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Illustrations... good idea. Not really sure what I can illustrate, but I've tried adding a section "Character configuration" to the OP showing the character's bones and the joints connecting them. And explaining what I mean when I talk about "the 9 lower body bones" or "the 4 foot bones".

 

Unfortunately I can't take any new screenshots or record any new video, because my dev computer died on me. I've got stuff backed up, but won't be able to run my code until I get a new computer. (The hunk-of-junk I'm posting this from doesn't even support GLSL)

 

 

 

Recent changes:

 

I've made some changes to my algorithm recently (before my computer went kaput). It now takes into account the linear dynamics of the system, not just the angular! Sort of.

 

The offline optimization parameters are now:

struct FrameParams
{
    float qp_weights_angular[NUM_LOWER_BODY_BONES];
    float qp_weights_linear[NUM_LOWER_BODY_BONES];
    Vec3 xprod_radii[NUM_LOWER_BODY_BONES];
    float xprod_frac[NUM_LOWER_BODY_BONES * NUM_LOWER_BODY_BONES];
};

(approximately)

 

The floats qp_weights_* are weights for the Quadratic Program (the minimization of ||Af - b||2W, as seen in the OP). In addition to each bone of the lower body having a desired torque, they also now have desired forces. Except that instead of having a desired pelvis force, I have a desired net force on the pelvis, torso1, torso2, head, lshoulder, and rshoulder. The values for these weights can range from 0.25 to 4.0, except for the angular weights corresponding to luleg, llleg, ruleg, and rlleg, which are always zero.

 

For each bone of the lower body, I take the cross product of the angular velocity of that bone (including the effect of any joint torques on that angular velocity) and the corresponding vector from xprod_radii to come up with a predicted force for that bone, then use the scalars in xprod_frac to predict how that force will affect all of the other bones. I don't really have a model for how this should work, but the GA is able to come up with values that let the Dood stand ... given a narrow range of initial conditions.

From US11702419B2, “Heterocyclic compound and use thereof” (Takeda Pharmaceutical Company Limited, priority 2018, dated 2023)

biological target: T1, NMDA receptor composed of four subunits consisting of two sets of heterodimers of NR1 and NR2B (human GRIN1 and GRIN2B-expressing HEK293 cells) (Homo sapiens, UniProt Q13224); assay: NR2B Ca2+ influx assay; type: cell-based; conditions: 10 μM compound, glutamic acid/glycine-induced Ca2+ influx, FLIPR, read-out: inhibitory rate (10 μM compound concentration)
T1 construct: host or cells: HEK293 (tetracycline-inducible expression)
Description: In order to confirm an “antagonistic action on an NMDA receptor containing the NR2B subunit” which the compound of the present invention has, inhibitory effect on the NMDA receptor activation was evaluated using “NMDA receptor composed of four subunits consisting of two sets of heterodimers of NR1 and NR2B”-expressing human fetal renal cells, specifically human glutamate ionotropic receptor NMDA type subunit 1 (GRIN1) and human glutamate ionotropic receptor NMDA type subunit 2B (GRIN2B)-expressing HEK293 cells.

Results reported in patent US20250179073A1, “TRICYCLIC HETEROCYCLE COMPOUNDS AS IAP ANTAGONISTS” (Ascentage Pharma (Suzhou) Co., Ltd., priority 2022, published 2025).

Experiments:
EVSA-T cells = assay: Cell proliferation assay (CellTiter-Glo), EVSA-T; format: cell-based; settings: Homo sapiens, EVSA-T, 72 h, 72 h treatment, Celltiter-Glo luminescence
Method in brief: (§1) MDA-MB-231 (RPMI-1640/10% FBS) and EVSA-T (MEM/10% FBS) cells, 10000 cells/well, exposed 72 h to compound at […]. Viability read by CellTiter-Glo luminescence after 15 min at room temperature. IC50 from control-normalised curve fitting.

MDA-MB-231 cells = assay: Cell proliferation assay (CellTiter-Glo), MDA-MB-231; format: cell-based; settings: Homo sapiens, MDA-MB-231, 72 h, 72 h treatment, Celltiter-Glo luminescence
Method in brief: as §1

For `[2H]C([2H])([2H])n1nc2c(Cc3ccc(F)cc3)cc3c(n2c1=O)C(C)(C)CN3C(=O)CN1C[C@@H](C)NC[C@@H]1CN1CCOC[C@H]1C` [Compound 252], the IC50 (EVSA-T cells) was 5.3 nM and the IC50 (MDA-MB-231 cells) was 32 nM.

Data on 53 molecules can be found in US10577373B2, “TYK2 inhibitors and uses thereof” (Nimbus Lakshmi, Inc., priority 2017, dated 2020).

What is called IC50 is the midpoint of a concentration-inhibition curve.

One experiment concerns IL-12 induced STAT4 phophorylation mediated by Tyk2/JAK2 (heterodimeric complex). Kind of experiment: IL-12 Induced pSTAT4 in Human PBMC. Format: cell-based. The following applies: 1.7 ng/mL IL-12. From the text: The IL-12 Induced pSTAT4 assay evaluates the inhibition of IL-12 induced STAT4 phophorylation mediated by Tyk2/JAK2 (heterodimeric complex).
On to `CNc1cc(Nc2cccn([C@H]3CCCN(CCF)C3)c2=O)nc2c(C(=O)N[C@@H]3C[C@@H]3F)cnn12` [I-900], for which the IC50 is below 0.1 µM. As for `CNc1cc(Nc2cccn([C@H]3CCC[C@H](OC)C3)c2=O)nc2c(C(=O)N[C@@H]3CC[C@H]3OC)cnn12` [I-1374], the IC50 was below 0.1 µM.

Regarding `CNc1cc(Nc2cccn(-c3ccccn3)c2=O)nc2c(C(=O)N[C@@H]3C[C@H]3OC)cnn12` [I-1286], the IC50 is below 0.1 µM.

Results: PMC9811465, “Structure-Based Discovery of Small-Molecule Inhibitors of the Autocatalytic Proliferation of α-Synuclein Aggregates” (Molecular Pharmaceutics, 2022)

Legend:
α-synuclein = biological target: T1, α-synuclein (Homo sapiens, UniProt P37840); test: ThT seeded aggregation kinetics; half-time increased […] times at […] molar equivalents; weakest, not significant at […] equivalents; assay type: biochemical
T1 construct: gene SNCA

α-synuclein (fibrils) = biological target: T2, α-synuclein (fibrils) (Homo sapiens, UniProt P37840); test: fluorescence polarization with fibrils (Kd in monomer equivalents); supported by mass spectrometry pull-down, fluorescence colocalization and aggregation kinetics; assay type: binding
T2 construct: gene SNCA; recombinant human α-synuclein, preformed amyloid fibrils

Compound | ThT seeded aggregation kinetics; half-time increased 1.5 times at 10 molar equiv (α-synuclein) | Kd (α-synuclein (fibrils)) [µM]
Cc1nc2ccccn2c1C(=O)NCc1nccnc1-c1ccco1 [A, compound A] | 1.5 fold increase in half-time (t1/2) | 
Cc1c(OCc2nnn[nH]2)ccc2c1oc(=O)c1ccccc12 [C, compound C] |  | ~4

Also, I've ditched the part where each component of the score is always between 0 and 1 (times the sim duration) ... a while ago actually. Now I just use the weighted sum of a bunch of categories of errors-squared.

 

 

I'm still at a loss for where to go from here.

If there's anything else I can do to improve my explanation of the problem, please let me know.

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I just had an idea!

 

If I make a few reasonable-ish approximations, I can reduce the problem of "determine the bone forces based on the bone torques" to a geometry problem, then take derivatives.

 

 

The approximations:

 

1. The angular velocities going into the constraint solver (let's call this ?) will be the same as the angular velocities coming out of the constraint solver (?').